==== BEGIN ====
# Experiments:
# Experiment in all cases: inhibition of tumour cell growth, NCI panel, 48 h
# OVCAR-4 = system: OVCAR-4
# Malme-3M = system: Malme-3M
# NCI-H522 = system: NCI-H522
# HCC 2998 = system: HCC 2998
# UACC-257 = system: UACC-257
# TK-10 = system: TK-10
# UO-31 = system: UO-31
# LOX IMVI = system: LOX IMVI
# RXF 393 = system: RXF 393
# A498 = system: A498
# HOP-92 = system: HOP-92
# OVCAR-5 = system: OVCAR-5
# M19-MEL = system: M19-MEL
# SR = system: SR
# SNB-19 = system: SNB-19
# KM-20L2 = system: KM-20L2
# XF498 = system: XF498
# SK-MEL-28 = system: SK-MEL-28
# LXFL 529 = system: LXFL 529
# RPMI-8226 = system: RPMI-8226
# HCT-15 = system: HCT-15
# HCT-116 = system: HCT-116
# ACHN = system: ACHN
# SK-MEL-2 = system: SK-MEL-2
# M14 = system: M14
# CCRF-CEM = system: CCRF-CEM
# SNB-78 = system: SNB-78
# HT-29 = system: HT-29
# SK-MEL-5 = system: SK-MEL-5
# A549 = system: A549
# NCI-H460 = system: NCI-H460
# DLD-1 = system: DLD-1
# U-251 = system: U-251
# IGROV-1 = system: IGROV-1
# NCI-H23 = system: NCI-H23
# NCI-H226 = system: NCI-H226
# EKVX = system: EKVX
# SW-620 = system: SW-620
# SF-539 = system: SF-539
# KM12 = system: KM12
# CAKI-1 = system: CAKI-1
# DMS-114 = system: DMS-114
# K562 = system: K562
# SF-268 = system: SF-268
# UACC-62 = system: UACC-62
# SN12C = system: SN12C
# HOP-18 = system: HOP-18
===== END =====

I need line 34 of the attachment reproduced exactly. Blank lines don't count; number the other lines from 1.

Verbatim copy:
# DLD-1 = system: DLD-1